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Usage examples for impute

  1. In that respect, I must take to myself all the blame you may choose to impute to me. – Jane Talbot by Charles Brockden Brown
  2. Turn to other cases, in which a charitable judgment will impute no positive betrayal of trusts, but a defect of vision to recognize the claim of the higher ideal. – The Americanism of Washington by Henry Van Dyke
  3. Vivid to me still is one's almost ashamed sense of this at the hurried disordered time, and of how it was impossible not to impute to his grave steady gentleness and judgment a full awareness of the difference it would have made for him, all the same, to be doing such things with a still more intimate pity. – Notes of a Son and Brother by Henry James
  4. The pleased man is not suspicious; he does not hesitate in coming to a conclusion, and he is not likely to impute evil motives to the actions of others. – Increasing-Human-Efficiency-in-Business-a-contribution-to-the-psychology-of-business by Scott, Walter Dill
  5. He did not impute aught to Mrs. Ryves more than that having brooded over the matter for so many years she had at last persuaded herself of the truth of the fiction she was representing; but Mrs. Serres, he suggested, was really the concocter of the whole scheme. – Claimants to Royalty by John H. Ingram
  6. He added, that if our ships all departed without trade, he would be blamed by the pacha, his superior officer, who would impute our departure to his ill usage. – A General History and Collection of Voyages and Travels, Vol. VIII. by Robert Kerr
  7. " To whom else can I impute it? – The Water-Witch or, The Skimmer of the Seas by James Fenimore Cooper
  8. When I am told that we should not utter remonstrances against the French government lightly, nor too readily impute a disposition to disturb the amicable relations at present subsisting between the two countries, I answer that no one more earnestly desires peace than I do. – Maxims And Opinions Of Field-Marshal His Grace The Duke Of Wellington, Selected From His Writings And Speeches During A Public Life Of More Than Half A Century by Arthur Wellesley, Duke of Wellington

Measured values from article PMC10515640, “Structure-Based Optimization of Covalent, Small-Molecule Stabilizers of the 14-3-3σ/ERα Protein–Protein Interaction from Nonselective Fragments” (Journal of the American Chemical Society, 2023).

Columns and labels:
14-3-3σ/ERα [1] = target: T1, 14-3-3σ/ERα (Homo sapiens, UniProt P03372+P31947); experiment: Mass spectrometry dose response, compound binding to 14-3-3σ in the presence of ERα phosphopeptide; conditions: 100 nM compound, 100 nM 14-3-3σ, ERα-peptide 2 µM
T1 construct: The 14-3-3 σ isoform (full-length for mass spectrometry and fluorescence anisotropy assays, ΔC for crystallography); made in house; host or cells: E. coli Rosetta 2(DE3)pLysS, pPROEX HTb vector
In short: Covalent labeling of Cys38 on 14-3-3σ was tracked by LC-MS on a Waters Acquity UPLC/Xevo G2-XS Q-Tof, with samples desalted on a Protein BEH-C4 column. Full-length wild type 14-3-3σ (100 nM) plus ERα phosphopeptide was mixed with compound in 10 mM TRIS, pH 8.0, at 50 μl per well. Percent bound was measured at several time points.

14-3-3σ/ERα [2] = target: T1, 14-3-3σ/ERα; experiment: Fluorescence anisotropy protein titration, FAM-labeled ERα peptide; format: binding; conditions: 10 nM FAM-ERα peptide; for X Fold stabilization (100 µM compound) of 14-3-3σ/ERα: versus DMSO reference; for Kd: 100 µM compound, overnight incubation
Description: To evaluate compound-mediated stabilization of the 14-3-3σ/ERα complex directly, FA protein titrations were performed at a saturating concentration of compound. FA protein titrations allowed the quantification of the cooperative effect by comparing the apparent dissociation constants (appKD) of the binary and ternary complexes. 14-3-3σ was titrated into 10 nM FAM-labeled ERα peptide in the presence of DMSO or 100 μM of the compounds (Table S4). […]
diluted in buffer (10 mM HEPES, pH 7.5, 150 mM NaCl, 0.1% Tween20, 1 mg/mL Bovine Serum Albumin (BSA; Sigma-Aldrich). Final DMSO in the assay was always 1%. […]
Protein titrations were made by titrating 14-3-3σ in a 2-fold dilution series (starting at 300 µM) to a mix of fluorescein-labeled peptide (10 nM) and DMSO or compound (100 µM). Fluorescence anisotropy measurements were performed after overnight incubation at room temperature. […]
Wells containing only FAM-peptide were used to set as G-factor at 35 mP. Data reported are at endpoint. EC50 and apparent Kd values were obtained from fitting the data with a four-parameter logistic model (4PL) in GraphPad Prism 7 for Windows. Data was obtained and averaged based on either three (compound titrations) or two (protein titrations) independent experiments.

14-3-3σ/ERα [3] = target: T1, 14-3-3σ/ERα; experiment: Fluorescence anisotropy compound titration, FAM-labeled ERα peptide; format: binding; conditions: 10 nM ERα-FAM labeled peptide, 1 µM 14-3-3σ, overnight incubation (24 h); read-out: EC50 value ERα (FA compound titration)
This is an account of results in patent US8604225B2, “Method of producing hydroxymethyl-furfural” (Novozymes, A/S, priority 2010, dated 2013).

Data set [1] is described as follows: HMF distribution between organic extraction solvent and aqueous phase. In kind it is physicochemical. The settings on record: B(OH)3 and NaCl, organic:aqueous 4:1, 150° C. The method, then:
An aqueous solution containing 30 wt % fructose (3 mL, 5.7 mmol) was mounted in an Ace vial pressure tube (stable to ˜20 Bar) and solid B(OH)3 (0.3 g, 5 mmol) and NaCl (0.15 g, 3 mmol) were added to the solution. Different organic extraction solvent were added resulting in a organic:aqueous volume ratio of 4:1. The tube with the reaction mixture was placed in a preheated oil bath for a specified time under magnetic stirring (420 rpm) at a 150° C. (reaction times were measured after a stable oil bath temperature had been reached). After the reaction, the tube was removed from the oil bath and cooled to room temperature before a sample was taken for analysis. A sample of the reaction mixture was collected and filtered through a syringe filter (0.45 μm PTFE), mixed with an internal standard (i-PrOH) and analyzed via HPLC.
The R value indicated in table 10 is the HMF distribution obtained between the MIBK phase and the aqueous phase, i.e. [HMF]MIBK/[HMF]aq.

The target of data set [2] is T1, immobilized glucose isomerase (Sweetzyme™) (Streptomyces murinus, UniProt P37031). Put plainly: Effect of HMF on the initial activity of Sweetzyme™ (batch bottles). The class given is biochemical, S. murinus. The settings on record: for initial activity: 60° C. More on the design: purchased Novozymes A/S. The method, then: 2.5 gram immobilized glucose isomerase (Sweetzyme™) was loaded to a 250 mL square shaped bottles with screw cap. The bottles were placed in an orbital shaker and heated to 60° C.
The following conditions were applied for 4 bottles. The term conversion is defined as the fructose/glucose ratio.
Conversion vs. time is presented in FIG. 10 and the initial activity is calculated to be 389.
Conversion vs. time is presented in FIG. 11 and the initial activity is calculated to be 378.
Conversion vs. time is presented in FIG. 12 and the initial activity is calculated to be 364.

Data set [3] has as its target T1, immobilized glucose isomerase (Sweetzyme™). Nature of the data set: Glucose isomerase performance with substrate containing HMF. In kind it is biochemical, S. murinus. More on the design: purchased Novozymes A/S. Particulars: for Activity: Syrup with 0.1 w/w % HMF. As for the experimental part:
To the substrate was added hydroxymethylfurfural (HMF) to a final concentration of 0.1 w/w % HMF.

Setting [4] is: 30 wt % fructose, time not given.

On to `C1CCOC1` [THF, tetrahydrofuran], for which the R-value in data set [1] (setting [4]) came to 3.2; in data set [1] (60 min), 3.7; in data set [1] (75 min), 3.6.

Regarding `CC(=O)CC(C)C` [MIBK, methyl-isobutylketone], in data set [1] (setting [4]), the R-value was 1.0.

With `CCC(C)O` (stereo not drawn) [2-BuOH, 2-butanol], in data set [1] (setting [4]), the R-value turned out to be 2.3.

9. I have every reason to be pleased with the disposition of those whom I have seen here, as well foreigners as natives, and I cannot sufficiently express my gratitude for the liberal and friendly manner in which I have been received by the Count de Montmorin, the Ambassador of France, which I should impute entirely to M. Gerard's good offices, was not his own good will and desire to conform to the favorable disposition of his Court apparent. – The Diplomatic Correspondence of the American Revolution, Vol. IX by Various
  10. Would Mr. Dinsmore and his daughter, so noble themselves, be ready to impute so unworthy a motive to him? – Grandmother Elsie by Martha Finley
  11. On what consideration is it possible to impute this war to me? – The Hour and the Man An Historical Romance by Harriet Martineau
  12. And as Christ is said to die for us, so the Father is said to impute righteousness to us; to wit, as we are without works, as we are ungodly. – The Pharisee And The Publican by John Bunyan
  13. It is, therefore, to the extraordinary means used for my detection that I impute my defeat, rather than to any bungling of my own. – The-Darrow-Enigma by Severy, Melvin Linwood
  14. When, therefore, we are hindered, or disturbed, or grieved, let us never impute it to others, but to ourselves; that is, to our views. – The Five Great Philosophies of Life by William de Witt Hyde
  15. The augur declared that the omens were favourable, for the chickens had eaten a hearty meal; but an officer, who had watched the birds at breakfast, and had been struck by the extreme delicacy of their appetites, came forward to impute foul play to the augur. – The Comic History of Rome by Gilbert Abbott Becket
  16. If the reader tire in the brief reference I shall make, he must not impute it to any want of interest in the subject; and as I am not in the habit of going into heroics, he will believe me when I say that, if he have any reverence for the men or things consecrated by the respect and admiration of ages, he will find it called out at Athens. – Incidents of Travel in Greece, Turkey, Russia, and Poland, Vol. I (of 2) by John Lloyd Stephens
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